Tucked in for the winter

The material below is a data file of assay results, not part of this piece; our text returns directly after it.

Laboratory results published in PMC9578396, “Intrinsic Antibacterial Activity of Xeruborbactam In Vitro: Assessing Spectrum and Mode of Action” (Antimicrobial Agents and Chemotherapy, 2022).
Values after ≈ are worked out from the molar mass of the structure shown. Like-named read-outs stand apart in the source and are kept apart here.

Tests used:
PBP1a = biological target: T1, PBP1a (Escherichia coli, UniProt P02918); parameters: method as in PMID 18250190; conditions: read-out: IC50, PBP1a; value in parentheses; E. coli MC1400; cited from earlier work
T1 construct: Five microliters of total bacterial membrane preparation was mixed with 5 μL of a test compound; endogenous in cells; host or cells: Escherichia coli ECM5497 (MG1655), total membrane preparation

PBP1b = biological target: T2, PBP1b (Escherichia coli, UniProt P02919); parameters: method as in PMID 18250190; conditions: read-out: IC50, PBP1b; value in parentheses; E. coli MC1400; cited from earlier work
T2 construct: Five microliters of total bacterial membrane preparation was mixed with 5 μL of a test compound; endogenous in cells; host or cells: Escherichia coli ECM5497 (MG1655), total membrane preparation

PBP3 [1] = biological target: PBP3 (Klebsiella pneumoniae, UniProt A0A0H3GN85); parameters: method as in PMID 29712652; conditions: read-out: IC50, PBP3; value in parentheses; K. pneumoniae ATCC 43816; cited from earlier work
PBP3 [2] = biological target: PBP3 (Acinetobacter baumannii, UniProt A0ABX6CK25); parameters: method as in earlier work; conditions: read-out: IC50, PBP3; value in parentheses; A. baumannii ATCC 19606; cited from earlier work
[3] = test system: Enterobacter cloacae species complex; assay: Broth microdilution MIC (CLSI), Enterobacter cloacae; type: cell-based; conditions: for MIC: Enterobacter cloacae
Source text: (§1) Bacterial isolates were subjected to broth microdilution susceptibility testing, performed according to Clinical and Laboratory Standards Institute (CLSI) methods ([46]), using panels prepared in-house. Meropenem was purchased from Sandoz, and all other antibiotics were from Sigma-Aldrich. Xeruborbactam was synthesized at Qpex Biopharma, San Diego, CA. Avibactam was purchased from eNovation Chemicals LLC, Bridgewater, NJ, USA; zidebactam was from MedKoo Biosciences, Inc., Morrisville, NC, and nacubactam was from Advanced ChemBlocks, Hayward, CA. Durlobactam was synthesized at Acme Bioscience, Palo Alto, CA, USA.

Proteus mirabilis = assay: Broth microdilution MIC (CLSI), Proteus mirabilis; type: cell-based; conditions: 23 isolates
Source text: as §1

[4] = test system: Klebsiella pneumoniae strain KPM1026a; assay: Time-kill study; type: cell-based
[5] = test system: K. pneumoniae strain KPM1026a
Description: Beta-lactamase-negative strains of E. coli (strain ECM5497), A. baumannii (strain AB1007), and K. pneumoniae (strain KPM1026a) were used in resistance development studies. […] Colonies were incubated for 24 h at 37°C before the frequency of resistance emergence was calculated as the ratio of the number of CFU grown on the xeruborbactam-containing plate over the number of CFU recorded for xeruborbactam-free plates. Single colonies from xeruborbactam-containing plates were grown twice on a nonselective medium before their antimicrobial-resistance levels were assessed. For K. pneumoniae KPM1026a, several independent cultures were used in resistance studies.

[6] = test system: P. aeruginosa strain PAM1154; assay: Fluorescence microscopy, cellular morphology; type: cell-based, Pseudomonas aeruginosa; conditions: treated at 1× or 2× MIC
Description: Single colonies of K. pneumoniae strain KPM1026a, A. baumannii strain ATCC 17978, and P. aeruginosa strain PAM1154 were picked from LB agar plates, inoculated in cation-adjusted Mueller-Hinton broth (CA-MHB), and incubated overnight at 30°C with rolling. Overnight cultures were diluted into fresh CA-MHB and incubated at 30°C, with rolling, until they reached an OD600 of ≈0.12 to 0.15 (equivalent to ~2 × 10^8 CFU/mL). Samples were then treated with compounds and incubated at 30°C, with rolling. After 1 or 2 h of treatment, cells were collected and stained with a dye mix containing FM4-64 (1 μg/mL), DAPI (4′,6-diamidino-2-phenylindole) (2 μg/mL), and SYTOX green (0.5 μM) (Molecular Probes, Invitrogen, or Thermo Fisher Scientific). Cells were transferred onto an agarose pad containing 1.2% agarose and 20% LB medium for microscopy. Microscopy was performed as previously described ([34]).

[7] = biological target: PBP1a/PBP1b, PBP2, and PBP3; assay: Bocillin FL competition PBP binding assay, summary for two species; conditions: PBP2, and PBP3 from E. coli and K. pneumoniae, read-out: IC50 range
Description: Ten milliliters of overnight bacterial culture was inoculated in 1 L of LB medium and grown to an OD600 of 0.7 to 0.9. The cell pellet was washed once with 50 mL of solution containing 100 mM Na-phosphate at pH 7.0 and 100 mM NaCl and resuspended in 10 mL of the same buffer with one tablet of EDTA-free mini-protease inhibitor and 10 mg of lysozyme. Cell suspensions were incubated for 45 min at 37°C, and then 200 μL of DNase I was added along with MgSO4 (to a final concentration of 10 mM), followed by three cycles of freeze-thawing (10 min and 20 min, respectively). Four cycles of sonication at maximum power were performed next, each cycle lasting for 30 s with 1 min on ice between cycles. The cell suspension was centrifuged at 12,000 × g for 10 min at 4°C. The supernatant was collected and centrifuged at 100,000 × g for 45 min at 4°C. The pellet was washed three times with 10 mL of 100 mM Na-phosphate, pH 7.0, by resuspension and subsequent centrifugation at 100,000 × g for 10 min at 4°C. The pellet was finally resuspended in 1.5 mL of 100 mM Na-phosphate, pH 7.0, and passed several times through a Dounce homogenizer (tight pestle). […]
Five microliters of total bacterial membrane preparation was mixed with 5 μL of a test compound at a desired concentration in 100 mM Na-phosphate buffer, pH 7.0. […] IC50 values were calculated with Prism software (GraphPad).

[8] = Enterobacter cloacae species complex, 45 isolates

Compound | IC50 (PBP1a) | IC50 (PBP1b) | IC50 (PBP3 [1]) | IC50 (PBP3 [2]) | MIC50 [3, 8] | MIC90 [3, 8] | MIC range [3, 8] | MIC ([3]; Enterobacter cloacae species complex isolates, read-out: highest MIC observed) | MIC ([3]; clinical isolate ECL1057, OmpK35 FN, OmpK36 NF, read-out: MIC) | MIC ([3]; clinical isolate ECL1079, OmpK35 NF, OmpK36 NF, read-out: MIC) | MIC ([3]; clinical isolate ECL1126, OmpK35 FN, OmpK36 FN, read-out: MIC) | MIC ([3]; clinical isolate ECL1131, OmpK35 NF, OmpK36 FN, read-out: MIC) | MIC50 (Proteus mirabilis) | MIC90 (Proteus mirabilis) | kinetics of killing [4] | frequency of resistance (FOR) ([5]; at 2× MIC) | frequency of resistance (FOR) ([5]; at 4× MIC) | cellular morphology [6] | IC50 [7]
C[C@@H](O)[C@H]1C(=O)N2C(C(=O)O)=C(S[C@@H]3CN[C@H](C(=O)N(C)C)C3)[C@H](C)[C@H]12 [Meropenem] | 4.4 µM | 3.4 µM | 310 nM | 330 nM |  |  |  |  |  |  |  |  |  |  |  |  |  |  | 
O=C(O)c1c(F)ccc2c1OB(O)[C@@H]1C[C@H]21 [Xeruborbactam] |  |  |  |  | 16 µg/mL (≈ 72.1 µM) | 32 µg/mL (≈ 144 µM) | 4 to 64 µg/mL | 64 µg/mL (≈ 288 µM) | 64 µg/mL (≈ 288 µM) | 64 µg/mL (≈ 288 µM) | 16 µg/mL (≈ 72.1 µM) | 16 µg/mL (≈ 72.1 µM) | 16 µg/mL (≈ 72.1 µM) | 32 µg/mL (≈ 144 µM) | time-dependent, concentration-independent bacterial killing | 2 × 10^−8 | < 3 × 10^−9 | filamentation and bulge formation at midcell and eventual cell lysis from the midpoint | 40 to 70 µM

In my series of posts on fieldworks and dugouts, you could see dugouts both neat and rough. This one, probably from the winter of 1941-42, belongs to the “neat” category. Partially dug under a big, stout barn and heated by a woodburning stove, it provides a nice shelter for the soldiers. Having a warm, safe place to stay in meant the difference between life and death during that harsh winter. Tens of thousands of soldiers suffered frostbite, and thousands more froze to death. Those not fortunate enough to be dug in like the soldiers in the photo had to find winter quarters that kept them out of the worst cold. That usually meant cramming themselves into a Russian farmhouse, sharing it with the peasant family, their livestock, fleas and lice. In worst case, the owners were thrown out and left to fend for themselves in the snow. War is cruel, and war in wintertime doubly so.


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